Monday, March 10, 2014

Reads for Writers: Still Writing by Dani Shapiro


From Kate's Writing Crate…

        Writers need support which we don't always get from non-writing family members and friends. They mean well, but it usually comes down to numbers: How many books, articles, etc. have I published? How many people read my blog? How much money do I make? They never ask if I wrote a great sentence today or if I solved a plot point.

        So when non-writers ask about my life, I usually say I'm busy writing articles or editing. Things they can see for themselves when the magazines I work for are delivered. I don't tell them I wrote six pages in my notebook yesterday and three more today that led to idea for a post that took me another four hours to write, rewrite, and polish.

        They're not interested in the details of writing and that's okay. I'm not always interested in their occupations, but as a writer I listen because I never know when a fact or incident may spark an idea.

        Usually writers have at least one writing friend because we need empathetic support. We discuss projects and share tips and ideas to keep ourselves going because writing is hard work.

        For more support, I love to read inspiring books about writing and the writing life. Most recently, I discovered Still Writing: The Perils and Pleasures of a Creative Life by Dani Shapiro.
Speaking of support, or in this case the lack thereof, Shapiro chose the title Still Writing because people who know her keep asking her if she is still writing despite being the author of seven books, a writer of numerous essays and book reviews, and a writing teacher.
In Still Writing, Shapiro shares fabulous thoughts on the habits of writers, the stages of writing, and the tools needed along with the daily schedule she keeps to reach her writing goals.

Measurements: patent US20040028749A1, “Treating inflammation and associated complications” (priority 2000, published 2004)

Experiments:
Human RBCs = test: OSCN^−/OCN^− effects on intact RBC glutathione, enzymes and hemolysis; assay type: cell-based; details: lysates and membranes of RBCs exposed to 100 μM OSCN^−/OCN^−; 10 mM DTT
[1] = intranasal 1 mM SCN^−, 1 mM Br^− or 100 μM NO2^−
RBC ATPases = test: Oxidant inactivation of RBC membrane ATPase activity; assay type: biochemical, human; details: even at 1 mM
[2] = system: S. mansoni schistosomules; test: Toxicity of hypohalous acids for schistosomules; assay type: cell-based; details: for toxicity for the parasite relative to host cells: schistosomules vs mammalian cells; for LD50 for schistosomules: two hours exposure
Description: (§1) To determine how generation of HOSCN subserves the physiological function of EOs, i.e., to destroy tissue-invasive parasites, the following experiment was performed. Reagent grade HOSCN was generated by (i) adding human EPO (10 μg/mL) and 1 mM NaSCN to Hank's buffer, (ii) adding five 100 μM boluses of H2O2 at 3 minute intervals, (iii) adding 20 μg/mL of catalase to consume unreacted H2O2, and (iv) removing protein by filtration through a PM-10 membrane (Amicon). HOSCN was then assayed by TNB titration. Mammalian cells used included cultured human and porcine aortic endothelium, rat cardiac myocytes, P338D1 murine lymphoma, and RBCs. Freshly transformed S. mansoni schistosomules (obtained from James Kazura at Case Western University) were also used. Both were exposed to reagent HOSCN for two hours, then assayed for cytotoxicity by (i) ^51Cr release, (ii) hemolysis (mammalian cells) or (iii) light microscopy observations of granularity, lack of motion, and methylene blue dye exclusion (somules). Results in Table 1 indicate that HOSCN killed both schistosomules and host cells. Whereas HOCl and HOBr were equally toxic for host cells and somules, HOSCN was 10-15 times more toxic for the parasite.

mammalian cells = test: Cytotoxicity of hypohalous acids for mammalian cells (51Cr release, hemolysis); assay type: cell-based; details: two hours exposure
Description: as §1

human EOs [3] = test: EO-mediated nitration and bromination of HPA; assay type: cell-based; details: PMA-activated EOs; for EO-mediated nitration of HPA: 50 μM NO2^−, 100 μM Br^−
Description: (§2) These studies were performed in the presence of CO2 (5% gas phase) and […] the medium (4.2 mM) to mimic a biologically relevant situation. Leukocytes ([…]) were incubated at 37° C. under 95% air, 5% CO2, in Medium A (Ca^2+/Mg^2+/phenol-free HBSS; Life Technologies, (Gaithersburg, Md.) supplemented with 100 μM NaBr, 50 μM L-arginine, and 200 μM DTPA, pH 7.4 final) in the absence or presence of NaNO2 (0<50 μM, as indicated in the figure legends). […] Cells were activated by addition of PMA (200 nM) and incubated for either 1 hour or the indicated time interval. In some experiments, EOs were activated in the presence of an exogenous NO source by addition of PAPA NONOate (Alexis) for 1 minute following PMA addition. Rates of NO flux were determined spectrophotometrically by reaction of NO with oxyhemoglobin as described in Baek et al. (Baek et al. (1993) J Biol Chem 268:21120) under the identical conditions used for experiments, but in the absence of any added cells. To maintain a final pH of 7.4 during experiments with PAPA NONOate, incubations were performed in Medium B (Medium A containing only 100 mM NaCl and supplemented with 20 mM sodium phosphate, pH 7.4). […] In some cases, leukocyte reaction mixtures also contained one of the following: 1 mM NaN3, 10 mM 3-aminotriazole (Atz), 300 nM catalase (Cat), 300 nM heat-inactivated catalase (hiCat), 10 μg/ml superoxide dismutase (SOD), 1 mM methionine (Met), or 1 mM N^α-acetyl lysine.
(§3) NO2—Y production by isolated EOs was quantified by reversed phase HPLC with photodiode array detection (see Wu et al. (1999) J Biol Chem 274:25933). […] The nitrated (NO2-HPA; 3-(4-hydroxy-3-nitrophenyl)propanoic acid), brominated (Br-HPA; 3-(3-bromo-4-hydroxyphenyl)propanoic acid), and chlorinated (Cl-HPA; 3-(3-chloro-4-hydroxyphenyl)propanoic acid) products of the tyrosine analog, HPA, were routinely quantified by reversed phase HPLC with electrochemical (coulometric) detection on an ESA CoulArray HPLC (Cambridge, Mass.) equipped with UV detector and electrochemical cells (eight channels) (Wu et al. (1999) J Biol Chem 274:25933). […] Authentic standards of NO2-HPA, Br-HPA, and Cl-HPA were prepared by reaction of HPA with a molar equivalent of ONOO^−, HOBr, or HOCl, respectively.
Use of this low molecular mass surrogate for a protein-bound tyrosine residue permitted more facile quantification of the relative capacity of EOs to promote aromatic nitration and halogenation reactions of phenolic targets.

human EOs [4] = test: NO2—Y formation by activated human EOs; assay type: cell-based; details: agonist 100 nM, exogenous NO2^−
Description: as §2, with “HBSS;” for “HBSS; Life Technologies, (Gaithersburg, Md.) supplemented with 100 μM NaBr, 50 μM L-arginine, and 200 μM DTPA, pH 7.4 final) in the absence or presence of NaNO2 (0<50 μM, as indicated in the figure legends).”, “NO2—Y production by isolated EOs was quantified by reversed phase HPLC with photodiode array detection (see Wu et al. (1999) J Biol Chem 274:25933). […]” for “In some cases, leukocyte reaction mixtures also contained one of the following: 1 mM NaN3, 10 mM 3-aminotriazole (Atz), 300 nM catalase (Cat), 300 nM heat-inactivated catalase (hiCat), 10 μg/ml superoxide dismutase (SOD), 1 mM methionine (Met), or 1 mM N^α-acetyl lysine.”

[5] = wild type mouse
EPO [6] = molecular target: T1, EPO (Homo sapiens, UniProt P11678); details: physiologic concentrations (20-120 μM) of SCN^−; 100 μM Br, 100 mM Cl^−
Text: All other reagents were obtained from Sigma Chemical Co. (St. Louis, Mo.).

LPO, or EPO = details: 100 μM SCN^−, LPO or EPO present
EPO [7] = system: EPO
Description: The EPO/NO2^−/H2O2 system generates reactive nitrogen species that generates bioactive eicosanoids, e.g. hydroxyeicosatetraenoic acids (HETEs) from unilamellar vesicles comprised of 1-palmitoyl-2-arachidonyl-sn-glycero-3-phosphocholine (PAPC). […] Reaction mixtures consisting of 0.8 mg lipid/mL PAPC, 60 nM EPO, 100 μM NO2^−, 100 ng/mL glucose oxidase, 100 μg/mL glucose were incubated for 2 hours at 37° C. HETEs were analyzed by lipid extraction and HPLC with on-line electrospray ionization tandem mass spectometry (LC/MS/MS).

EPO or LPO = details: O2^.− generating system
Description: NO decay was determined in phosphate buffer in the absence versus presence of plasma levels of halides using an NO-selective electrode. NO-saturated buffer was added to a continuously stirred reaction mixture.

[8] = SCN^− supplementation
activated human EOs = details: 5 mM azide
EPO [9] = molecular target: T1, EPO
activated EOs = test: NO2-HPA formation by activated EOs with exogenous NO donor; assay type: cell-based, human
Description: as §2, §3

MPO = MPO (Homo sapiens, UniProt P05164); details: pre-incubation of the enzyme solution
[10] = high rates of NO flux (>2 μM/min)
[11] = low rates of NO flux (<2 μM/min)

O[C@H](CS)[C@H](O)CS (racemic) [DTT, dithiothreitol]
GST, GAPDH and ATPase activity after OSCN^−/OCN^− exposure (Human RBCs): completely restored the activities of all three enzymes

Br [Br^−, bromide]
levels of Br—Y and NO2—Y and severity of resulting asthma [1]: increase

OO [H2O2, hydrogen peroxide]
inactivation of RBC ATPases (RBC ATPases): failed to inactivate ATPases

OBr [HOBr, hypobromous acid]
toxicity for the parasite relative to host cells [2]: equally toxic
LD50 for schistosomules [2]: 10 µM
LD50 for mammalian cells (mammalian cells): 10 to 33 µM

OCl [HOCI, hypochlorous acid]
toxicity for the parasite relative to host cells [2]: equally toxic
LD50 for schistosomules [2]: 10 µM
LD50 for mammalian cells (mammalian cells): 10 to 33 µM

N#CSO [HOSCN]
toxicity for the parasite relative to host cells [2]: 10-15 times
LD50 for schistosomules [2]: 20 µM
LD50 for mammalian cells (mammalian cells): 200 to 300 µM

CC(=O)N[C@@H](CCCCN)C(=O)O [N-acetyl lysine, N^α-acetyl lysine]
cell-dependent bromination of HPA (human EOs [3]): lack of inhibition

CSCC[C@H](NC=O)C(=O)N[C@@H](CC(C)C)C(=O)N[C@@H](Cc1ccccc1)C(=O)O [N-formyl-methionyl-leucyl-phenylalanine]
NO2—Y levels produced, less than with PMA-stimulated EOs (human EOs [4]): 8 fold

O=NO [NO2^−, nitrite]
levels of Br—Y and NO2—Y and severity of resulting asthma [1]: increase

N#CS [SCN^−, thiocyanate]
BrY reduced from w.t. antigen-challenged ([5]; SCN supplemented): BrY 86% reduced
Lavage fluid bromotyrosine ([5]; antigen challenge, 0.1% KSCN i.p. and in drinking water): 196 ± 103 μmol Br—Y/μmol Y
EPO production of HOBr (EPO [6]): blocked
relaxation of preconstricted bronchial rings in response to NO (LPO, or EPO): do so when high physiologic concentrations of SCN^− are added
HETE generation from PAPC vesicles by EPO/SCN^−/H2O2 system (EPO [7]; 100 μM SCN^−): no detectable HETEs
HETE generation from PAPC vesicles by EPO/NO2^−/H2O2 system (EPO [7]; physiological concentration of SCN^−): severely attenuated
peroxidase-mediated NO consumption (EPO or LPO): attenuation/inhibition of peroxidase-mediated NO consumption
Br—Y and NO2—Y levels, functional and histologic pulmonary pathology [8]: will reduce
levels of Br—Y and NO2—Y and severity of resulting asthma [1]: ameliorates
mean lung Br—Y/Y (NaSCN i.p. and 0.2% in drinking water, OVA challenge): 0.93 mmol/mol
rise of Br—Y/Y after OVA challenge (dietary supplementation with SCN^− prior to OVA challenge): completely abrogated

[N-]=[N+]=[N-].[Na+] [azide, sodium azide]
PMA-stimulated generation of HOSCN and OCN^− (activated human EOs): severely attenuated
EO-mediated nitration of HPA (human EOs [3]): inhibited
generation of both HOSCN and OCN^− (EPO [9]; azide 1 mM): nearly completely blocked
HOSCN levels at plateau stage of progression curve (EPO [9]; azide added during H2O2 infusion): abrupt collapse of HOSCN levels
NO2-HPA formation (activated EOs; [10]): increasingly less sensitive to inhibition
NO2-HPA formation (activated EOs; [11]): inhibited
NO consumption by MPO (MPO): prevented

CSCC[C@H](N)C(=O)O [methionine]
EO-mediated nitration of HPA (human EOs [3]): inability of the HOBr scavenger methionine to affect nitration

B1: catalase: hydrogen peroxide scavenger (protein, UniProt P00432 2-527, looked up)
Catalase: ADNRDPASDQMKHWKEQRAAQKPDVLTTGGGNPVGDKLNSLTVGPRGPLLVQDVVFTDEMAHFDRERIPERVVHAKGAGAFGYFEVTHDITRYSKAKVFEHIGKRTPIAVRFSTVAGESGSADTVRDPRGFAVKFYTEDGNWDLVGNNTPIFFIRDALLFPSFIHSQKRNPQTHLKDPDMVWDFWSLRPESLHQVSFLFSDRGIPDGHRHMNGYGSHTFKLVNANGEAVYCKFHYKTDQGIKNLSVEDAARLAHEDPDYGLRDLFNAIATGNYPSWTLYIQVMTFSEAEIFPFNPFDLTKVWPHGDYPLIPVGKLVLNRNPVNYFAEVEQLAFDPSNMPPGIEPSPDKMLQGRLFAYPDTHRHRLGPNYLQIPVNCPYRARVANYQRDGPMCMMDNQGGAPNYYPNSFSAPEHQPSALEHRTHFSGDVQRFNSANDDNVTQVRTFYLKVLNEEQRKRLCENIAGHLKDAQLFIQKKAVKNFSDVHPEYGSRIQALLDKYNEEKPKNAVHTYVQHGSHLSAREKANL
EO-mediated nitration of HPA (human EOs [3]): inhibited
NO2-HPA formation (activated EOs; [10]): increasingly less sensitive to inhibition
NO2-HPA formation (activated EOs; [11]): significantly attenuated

She also discusses writers and teachers in her life like Virginia Woolf who make her "feel less isolated in the world. Though we are alone in our rooms, alone with our demons, our inner censors, our teachers remind us we are not alone in the endeavor. We are part of a great tapestry of those who proceded us. And so we must ask ourselves: Are we feeling with our minds? Thinking with our hearts? Making every empathetic leap we can? Are we witness to the world around us? Are we climbing on the shoulders of those who paved the way for us? Are we using every bit of ourselves, living these lives of ours, spending it, spending it all, every single day?" (p. 71)
Yes, writers daily fight their demons and squash their inner censors all while feeling, thinking, empathetically leaping, witnessing, and then, hardest of all, sitting still long enough to write down all we observe in our own voices and styles.
Witnessing life and capturing it creatively on blank pages requires bravery, clarity, and endurance. No easy tasks so we need all the support we can find because we are still writing.
Who do you turn to for support?

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